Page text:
Baz Luhrmann is a very brave man. With Moulin Rouge! he made the musical popular again (and is, for that reason, in the running for LOVEFiLM's most influencial film of the decade) and with this film he made Shakespeare not only approachable but cool.

It is always exciting to see a Shakespeare play delivered in a way that makes it understandable and relevant. It is why I like going to the Globe and watching it done by the experts. The comedies are funny and the tragedies are tragic.

This film is truly, heartbreakingly tragic. It is also a dramatic spectacle, a signature of Baz Luhrmann's gloriously OTT 'Red Curtain Trilogy'. From the film's opening moments, a flickering TV moving to a newscaster gives the opening monologue and the film explodes into the cast list. Big, dramatic and ridiculous.
Luhrmann's little flurries are everywhere.
I want to start by looking at the ball. An important scene as it separates Juliet from Paris (an unexpected cameo from Paul Rudd) and introduces her to Romeo. The scene is opulent and lavish. Gold and majestic. It also introduces Mercutio, in an amazing cameo from Lost's Michael, Harold Perrineau. The first time we see him is in sequined drag spinning and singing in an explosive drug trip. Baz Luhrmann seems to live drug trips, and this one has the same swirling insanity as seen in Moulin Rouge's Absinthe bender.

Finally, as Romeo's drug bender calms down he lays eyes on his Juliet, and here we can speak about another of the film's strengths, the casting. I think Leonardo DiCaprio is an excellent actor, especially now that he has grown a goatee and become all serious - however I think Romeo is his best role as a young pretty boy. And he is a pretty boy in this film, he looks so young and innocent. It is the same with Claire Danes as Juliet - she is so innocent, her startled eyes and constant little smile. They are the prettiest poster couple. You want them to survive and be happy. Even though you know they won't.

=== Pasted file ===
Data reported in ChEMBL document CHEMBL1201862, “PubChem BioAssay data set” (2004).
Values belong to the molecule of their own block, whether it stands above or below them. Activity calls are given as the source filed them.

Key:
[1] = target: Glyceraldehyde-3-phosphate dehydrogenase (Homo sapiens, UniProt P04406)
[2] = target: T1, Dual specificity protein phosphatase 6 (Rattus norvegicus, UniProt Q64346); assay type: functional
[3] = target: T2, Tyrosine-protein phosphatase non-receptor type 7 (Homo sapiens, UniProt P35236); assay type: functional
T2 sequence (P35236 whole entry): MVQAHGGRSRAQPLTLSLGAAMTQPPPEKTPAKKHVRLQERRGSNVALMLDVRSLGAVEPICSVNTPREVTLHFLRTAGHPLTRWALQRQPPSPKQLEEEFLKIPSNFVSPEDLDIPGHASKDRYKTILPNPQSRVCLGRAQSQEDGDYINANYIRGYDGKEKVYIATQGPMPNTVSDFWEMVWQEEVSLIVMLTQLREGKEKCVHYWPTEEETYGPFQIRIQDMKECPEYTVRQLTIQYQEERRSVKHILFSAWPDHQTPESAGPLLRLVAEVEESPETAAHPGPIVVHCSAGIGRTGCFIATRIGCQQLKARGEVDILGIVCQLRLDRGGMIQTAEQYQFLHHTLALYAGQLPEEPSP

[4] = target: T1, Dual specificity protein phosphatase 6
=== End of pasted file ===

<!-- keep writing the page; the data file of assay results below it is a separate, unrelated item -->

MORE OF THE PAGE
The fact that the characters are so likable makes the deaths so much worse. When Mercutio is shanked, for example, it is genuinely heartbreaking. The shock on his face is second to the pain and rage on Romeo's. That scene has so much emotion. So much drama. You see it for what it is, the most powerful and the most tragic moment in the entire tale. This is the point where everything goes wrong and the downward spiral begins. It is the death of the two best characters in the film. For not only does the mighty Mercutio die, so does the excellent Tybalt. John Leguizamo plays the role with arrogance and hatred and a sleazy mafiosa villainy. It is brilliant. He is brilliant. Look at him.

I find their deaths far more tragic than the titular characters. Romeo and Juliet's deaths are quite underplayed, with a relative subtleness compared to the rest of the film. Though the setting is decorated with lashings and lashings of religious gaudiness.

There isn't much more I can say about this really. The story is a classic and what makes this film special is the excellent portrayal of.
The immaculate casting (as I've described above) and the wonderful over the top scenarios. Luhrmann mixes in modern settings with religious iconography and pop culture references to great effect. A highlight of which is the choral version of When doves Cry sung in Romeo and Juliet's wedding. It is a mix which is turned up to 11 in Moulin Rouge but which just accentuates Shakespeare's story in this. The odd mix of the visuals and the sound works perfectly.

It is just a really good way of re inventing a classic story and making it enjoyable for people who have probably had to dissect it at school.
That is Baz Luhrmann's greatest triumph.

Sunday, 15 November 2009

Groupies sleep with rockstars because they want to be near someone famous. We are here because of the music, we inspire the music. We are Band Aids.

No 142 - Almost Famous
Director - Cameron Crowe

Almost Famous has been the 'almost' film for a couple of months. I keep putting it on the shortlist of films I want to watch, but then picking something else. So I decided that I should finally get round to watching it. Anyway, it has also been a long time since I last watched a film with Zooey Deschanel in.
So with those tenuous reasons put into play and the most infernal of hangovers thumping in my brain, I slipped into the warmth and comfort of this beauty of a film.

Almost Famous is not a realistic study of the music scene in the 70s (actually, it might be... I wasn't there, but it doesn't seem it). It is a love letter, purely and simply - and whilst you might think that rock and roll is the key focus of the film, it isn't. This is a film about friendships. The excitement and mystery of new friendship and the pain and reconciliation when old friendships go through rough patches. It is about befriending your heroes and seeing them as human beings. It didn't have to be about rock stars and groupies (sorry band aids), it is about friends.

We follow William Miller, played by the excellent Patrick Fugit (if you can track down Wristcutters: A Love Story - then do so), who is our narrator and our outsider, allowing us to enter an alien world of Rock and Roll. It is all quite immense and overwhelming, but that is ok because our lead is overwhelmed by it all as well.